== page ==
1 year ago

Volume 27 Issue 4 - February 2022

Gould's Wall -- Philip Akin's "breadcrumb trail; orchestras buying into hope; silver linings to the music theatre lockdown blues; Charlotte Siegel's watershed moments; Deep Wireless at 20; and guess who is Back in Focus. All this and more, now online for your reading pleasure.


LAUREN VOGEL WEISS Mustafa Said Russell Hartenberger Mustafa Said, culminating once more in an LE May 6 concert, again at the Aga Khan Museum. Cross-Border Music-Making with NEXUS at 50 Having participated in dozens of international festivals for half a century, they’ve been tagged “one of the world’s most influential percussion ensembles.” They’ve also mentored and inspired several generations of Canadian and American percussionists (some of whom I’ve shared the stage with). But many more readers will recognize renowned percussion ensemble NEXUS from their music on radio, or from a TV or film soundtrack, even if they’ve not seen them in concert. NEXUS gave its first, entirely improvised, concert in 1971. Percussion Hall of Famers today, they continue to celebrate their 50th concert season this year despite the impediments imposed by the pandemic. Being a cross-border, American-Canadian group, has given NEXUS an additional handicap during the period under discussion here: in-person rehearsals have for the most part been stymied by group assembly and border restrictions. Now that lifting those is on the horizon, they’re once again planning for resumption of in-person rehearsals in April. Even before that, though, on March 15 their music will be front and centre, when the percussion duo Escape Ten premieres NEXUS’ Russell Hartenberger’s score Magic Time at the Eastman School of Music in Rochester, NY. Hartenberger is staying busy. In June he is scheduled to be a featured artist at the Tócalo Tucson Festival in Arizona – an appearance already frustratingly postponed twice. He is also writing book chapters sharing his career in percussion performance and teaching. One, with the catchy title Learning Time, sounds bang-on for a lifelong percussion educator. NEXUS’ 50th anniversary live events resume full force this summer, kicked off in a July 2 concert headlined by American saxophonist and world music pioneer Paul Winter in Woodstock NY, and followed by a residency at the St. John’s NL Sound Symposium XX later that month, where the ensemble will premiere Hartenberger’s multi-movement work, Red River. Finally, veteran Toronto-based contemporary music presenter Soundstreams is programming a concert, also postponed for the last two years, featuring works of American composer Steve Reich, with NEXUS among the featured performers. I’m sure NEXUS is looking forward to being able to honour Reich, their longtime friend and music colleague, on this side of the border. My First Gigs in Two Years! Here’s where it gets personal. It’s not a secret to dedicated WholeNote readers that I’ve long been an active participant with Toronto’s Evergreen Club Contemporary Gamelan: as a musician since its 1983 founding; serving as its artistic director for five years; and running its community and educational music groups. The ensemble has been my primary musical home and extended family all this time – also offering priceless opportunities to share the stage with a range of other musicians and ensembles. For all those reasons and more, ECCG’s two-year lockdown has been personally rough. I particularly missed playing suling (bamboo ring flute) with my ECCG friends, collaboratively making some of the best music of our lives on our beautiful bespoke bronze, bamboo, wood and string gamelan degung. The long lockdown months have felt like I was doing physical and emotional hard time. Imagine the relief and exhilaration in the room when late in November 2021 we stumbled on what now seems to have been an alltoo-short sweet spot between the decline of Delta and the onset of Omicron. Finally, an opportunity to roll up our sleeves to rehearse, albeit mostly masked. Good planning meets sheer luck! For several days we worked intensively interpreting four newly commissioned compositions in our downtown Array Studio space. We then travelled across provincial lines to Montreal to rehearse with the virtuoso six-person Sixtrum Percussion Ensemble, finally realizing a collaborative project four years in the making! On November 24, the two ensembles gave a passionate performance at the salle Claude- Champagne, Université de Montréal, then together crossed the provincial border in the other direction, repeating the program in Toronto to appreciative, physically distanced and masked audiences at the Music Gallery on November 27 and 28. Within the limits of current January and February Ontario restrictions on larger group rehearsals, public workshops and concerts, ECCG remains hard: reactivating our community music workshop series Gamelan Meetup; collaborating with Indonesian collective Jatiwangi Art Factory for the upcoming Toronto Biennial of Art in late March; and actively planning a month-long June composer gamelan workshop with partners Array Music and Canadian Music Centre. Picanto, CMC’s Canadian Music Online Video Portal Last October 14, the Canadian Music Centre launched, a digital platform aiming to become a hub for the Canadian music community and music lovers alike by providing an online platform for “uncommon music from diverse genres through music videos, documentaries, educational videos and live-streaming events.” With the world of conventional broadcasting and recording in decline (especially in the CMC’s wheelhouse genres of classical, jazz and contemporary music), and at a time when the pandemic impacts across all musical genres, the time was right, according to Glenn 22 | February 2022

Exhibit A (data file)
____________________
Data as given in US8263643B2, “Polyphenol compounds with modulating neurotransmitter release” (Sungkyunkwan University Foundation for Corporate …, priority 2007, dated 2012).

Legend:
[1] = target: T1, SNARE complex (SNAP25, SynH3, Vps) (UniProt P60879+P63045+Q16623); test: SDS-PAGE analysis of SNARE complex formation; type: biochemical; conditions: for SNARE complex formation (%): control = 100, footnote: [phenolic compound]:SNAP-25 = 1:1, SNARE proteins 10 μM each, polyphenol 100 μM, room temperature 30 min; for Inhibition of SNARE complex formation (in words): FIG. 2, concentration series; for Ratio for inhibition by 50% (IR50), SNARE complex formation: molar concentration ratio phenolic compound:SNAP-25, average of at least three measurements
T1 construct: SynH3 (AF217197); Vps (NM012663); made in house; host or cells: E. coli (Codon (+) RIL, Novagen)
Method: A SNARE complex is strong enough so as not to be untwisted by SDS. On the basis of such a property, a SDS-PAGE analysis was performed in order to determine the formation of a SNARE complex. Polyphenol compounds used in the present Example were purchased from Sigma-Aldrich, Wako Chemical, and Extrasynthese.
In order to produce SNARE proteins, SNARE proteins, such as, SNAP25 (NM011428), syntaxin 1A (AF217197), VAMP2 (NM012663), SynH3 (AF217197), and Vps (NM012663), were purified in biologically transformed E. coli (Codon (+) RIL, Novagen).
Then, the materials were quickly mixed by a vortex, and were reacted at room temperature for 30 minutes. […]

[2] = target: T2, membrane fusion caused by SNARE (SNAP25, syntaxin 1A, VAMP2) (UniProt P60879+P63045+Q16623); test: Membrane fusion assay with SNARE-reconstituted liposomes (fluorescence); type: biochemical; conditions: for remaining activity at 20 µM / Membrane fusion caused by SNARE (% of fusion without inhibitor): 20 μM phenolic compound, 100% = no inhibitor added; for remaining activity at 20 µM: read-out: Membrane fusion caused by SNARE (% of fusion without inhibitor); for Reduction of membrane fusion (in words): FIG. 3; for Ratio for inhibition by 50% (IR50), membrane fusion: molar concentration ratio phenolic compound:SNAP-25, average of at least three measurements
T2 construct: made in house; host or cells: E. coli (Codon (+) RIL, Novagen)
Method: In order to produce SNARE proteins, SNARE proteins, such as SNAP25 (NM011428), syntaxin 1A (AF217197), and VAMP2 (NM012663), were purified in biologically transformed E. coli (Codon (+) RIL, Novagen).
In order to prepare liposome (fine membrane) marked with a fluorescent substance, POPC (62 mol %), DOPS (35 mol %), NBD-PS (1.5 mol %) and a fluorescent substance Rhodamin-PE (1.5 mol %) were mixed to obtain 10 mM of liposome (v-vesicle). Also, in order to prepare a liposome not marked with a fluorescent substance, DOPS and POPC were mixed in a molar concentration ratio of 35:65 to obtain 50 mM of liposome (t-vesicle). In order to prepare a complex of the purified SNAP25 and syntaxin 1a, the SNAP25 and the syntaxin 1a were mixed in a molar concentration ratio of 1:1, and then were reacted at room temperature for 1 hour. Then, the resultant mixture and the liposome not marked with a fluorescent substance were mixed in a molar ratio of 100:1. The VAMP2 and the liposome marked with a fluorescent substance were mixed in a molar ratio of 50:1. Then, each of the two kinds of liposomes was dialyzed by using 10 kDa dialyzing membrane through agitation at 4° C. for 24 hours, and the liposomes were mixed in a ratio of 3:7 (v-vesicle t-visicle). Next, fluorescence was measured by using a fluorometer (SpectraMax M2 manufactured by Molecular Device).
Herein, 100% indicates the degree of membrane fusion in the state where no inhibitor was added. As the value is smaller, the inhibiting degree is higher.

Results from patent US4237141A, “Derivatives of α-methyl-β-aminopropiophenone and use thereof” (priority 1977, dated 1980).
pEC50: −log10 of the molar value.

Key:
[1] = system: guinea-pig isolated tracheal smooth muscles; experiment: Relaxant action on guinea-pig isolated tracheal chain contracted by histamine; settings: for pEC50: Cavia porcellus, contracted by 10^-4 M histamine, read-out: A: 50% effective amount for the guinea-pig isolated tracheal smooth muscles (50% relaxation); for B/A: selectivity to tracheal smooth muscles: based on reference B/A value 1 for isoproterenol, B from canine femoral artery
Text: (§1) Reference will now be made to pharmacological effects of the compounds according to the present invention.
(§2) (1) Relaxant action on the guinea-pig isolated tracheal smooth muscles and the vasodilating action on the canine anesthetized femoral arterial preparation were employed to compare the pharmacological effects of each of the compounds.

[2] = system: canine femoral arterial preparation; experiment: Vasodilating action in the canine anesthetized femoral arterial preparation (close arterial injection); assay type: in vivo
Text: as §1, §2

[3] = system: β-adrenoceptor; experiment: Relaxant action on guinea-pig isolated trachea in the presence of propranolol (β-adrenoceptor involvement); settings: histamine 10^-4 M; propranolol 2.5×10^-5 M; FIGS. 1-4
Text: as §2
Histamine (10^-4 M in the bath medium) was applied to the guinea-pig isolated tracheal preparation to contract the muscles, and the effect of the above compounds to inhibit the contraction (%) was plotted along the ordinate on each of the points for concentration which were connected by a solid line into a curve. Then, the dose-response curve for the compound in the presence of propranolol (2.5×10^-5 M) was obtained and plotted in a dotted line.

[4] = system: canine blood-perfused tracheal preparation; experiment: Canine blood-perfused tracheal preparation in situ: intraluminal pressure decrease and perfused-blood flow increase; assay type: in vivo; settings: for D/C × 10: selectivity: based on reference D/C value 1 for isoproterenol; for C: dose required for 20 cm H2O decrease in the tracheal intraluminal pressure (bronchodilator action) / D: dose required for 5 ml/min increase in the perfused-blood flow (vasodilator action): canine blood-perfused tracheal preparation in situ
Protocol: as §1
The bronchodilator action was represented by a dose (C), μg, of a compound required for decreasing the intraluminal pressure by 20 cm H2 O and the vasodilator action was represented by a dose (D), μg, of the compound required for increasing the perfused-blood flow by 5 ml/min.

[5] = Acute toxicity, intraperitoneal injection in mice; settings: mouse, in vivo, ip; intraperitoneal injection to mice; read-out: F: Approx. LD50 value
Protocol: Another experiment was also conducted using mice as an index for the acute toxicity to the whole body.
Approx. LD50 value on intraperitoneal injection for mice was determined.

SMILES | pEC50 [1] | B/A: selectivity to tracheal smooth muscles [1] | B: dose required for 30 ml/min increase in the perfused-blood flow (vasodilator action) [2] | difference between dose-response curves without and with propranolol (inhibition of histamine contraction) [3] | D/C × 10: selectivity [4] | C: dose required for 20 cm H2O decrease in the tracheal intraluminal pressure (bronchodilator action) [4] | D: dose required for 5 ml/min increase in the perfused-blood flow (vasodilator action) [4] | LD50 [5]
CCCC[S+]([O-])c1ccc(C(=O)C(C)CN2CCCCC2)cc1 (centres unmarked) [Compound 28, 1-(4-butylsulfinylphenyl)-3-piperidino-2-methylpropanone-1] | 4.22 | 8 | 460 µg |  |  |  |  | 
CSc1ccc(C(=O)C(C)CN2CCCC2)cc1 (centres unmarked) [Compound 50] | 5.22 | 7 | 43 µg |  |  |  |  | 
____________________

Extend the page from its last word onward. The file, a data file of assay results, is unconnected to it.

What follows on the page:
Some of the musicians in the Fusion Point concert at salle Claude-Champagne, Université de Montréal,, November 2021 7x Picanto Festival: Trichy Sankaran, Robin Layne and Curtis Andrews, in The Offering of Curtis Andrews Hodgins, CMC president, “for a cohesive digital dissemination strategy for Canadian music.” For the CMC’s wheelhouse genres, yes, but for all music with discovery at its heart in the way that discovery has always been at the heart of the Canadian Music Centre.” So enter Picanto. With a mandate that dovetails neatly with the CMC’s role as a publisher, record label, and champion of Canadian music, it (so far) showcases nine music categories: jazz/improvised; Indigenous; inter-cultural; sonic exploration/musique actuelle; electroacoustic; vocal/choral; chamber music; opera; and orchestral music. Lots of doors marked push, I’d say! What’s in the name? According to its media release, Picanto is a crafty blend of the words “piquant” (having a pleasantly sharp taste or appetizing flavour) and “canto” (“sing” in Italian), with an additional emphasis on the “can” for Canada. The service intends to provide a place for enthusiasts who seek musical experiences beyond the shortform and song-based music already available everywhere else. At the fall virtual launch, the show hosts sampled some of Picanto’s diverse musical content: drumming from Uzume Taiko; music for three trumpets and orchestra by Vancouver composer Anna Pidgorna; and Soundstreams’ All Could Change composed and performed by Montreal-based jazz vocalist Sarah Rossy. A new work by Indigenous composer Raven Chacon performed by Vancouver’s Black Dog String Quartet segued to a vibrantly coloured video serving as the visual foil to composer Frank Horvat’s A Little Loopy performed by harpist Sharlene Wallace. Then, literally the day of this story deadline I received an update from the CMC – announcing its 7X Picanto Festival running February 4 to 11, 2022. Sometimes life just works that way. The Festival will showcase seven newly produced Canadian music videos – which two of their nine Picanto music categories are missing, I wonder? – the production of each sponsored by the CMC. This pilot new music video creation project is promised to be the first of “many such projects to support artists on the new platform,” including exploration of future initiatives such as pay-per-view video and livestream performances. Meantime, in the digital media, eyeballs are currency, so take yours to the Picanto website. There’s more about 7X Picanto there, along with a slowly but steadily expanding universe of Canadian music videos with discovery at their heart. Andrew Timar is a Toronto musician and music writer. Piano, Voice, Guitar, Harp Strings, Woodwinds, Brass Conducting, Composition Awards, Prizes and Scholarships Recitals, Concerts, Workshops Career advancement Marketing and promotions | 905.604.8854 | Choose between in-person or via recorded performance. February 2022 | 23